James won’t test himself. He just won’t. Not at my gentle nudging or at the encouragement of the school nurse. Not despite the fact that his younger cousin IS testing herself (with supervision) and doing a fine job of it. He just isn’t interested and really, I’m okay with that. At least for now.
When James was first diagnosed, obviously I did everything for him. Every finger stick, every injection, every carb count was performed by me. Not much has really changed yet. James has since grown in his knowledge of how diabetes works. He can add and subtract and count higher than his blood sugar (thankfully) will ever get. He understands which number is high and which number is low, how to treat the low, that the high needs insulin, and that he needs to be tested regularly throughout the day.
The fact remains that he will need this kind of care for the rest of his life. Certainly when he leaves the house to go to college, he’ll need to know how to do all the things that I am currently doing for him.
As I see it there are two elements crucial to helping him learn to take over his diabetes care. First, there is the knowledge itself. Managing diabetes on a daily basis will take some math skills, some scientific understanding, a bit of financial savvy and some fine motor competency. While it seems like a lot to know, I’m sure that when he is truly interested in self-care, I’ll have the time to impart this knowledge.
The other aspect that will be perhaps even more important and more difficult to instill is a sense of responsibility and emotional maturity that will allow him to cope with dealing with a chronic illness. He’ll need to be able to have the discipline to do routine blood sugar tests, count every carb consumed, and to always give himself insulin. He’ll need to have the wisdom to ask for help from his friends and roommates when he is dealing with low blood sugar and to ask for the advice of medical professionals when needed. He’ll need moral strength to overcome discrimination or to combat prejudice. He’ll need a good sense of self-esteem to get past the days that might be discouraging and an unwavering resolve to stay positive.
So, to me, the diabetes knowledge is such a tiny portion of what will ultimately help him to care for himself. Right now it is my assertion that forcing him to test himself before he feels ready will undermine some of my efforts to instill a positive attitude toward diabetes. I’m sure from the outside it looks like I’m avoiding my responsibility to teach him self-care. The truth is I’m trying to carefully lay down the foundation for emotional resilience, enforcing positive habits and healthy eating and routine testing. I’m allowing him to learn about responsibility through school work and family chores. And I’m ultimately trying to shape his character to become the grown-up man that will care for diabetes day in and day out in a healthy way.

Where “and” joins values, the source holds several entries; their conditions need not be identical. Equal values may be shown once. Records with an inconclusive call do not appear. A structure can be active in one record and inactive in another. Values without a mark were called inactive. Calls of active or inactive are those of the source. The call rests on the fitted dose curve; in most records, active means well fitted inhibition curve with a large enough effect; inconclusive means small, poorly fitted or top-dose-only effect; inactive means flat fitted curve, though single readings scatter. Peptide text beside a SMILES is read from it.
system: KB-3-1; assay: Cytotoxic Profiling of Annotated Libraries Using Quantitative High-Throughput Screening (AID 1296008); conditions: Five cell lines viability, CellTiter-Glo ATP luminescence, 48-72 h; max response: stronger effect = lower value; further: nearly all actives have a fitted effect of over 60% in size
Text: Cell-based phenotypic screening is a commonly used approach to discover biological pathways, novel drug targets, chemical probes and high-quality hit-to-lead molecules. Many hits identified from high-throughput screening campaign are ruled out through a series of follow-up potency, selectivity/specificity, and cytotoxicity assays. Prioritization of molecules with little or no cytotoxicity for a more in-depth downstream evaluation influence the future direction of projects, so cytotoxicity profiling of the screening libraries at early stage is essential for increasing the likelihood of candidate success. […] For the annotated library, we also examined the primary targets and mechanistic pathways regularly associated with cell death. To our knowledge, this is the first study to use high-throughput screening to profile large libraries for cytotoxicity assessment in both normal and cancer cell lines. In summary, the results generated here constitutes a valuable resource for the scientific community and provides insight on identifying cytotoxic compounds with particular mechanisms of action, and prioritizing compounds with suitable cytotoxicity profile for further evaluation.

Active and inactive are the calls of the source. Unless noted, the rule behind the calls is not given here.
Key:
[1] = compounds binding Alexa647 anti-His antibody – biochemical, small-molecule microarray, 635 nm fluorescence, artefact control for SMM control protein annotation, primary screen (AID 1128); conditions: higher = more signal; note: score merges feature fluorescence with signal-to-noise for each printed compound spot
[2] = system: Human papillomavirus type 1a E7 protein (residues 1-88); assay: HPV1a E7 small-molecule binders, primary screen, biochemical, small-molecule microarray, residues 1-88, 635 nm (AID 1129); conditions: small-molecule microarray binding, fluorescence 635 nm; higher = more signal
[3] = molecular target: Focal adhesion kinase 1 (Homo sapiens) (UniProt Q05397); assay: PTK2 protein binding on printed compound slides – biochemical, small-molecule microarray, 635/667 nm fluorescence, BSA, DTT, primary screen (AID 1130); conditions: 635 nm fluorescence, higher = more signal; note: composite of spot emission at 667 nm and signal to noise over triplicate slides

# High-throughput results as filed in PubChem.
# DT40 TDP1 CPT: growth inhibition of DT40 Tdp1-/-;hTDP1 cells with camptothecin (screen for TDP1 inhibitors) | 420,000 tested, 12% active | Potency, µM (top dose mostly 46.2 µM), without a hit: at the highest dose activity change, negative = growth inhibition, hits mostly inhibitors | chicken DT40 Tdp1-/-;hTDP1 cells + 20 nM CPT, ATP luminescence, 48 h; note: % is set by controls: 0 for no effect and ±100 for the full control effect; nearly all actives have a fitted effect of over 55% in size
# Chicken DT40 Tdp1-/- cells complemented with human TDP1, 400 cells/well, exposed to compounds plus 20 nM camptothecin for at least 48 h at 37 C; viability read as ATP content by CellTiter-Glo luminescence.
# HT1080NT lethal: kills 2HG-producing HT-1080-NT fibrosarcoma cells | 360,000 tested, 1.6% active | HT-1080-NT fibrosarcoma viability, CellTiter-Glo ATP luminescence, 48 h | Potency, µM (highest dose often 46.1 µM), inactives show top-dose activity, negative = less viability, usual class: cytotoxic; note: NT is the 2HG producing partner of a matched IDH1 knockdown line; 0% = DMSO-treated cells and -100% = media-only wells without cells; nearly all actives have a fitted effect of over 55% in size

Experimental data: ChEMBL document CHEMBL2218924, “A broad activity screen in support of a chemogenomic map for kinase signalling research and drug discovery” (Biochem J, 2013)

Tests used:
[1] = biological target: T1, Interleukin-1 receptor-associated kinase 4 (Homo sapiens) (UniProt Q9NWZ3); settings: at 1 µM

I’m confident that the day will come when James will no longer want me to test him (at least most of the time) and he will yearn for more responsibility. I’ll be right there to teach him. In the meantime, I figure I’m working behind the scenes, doing the best I can to help him become the kind of person that can handle diabetes on his own.
Disclaimer: The experiences and suggestions recounted in these articles are not intended as medical advice, and they are not necessarily the “typical” experiences of families with a child who has type 1 diabetes. These situations are unique to the families depicted. Families should check with their healthcare professionals regarding the treatment of type 1 diabetes and the frequency of blood glucose monitoring. Jen and Kim are real moms of kids with type 1 diabetes and have been compensated for their contributions to this site.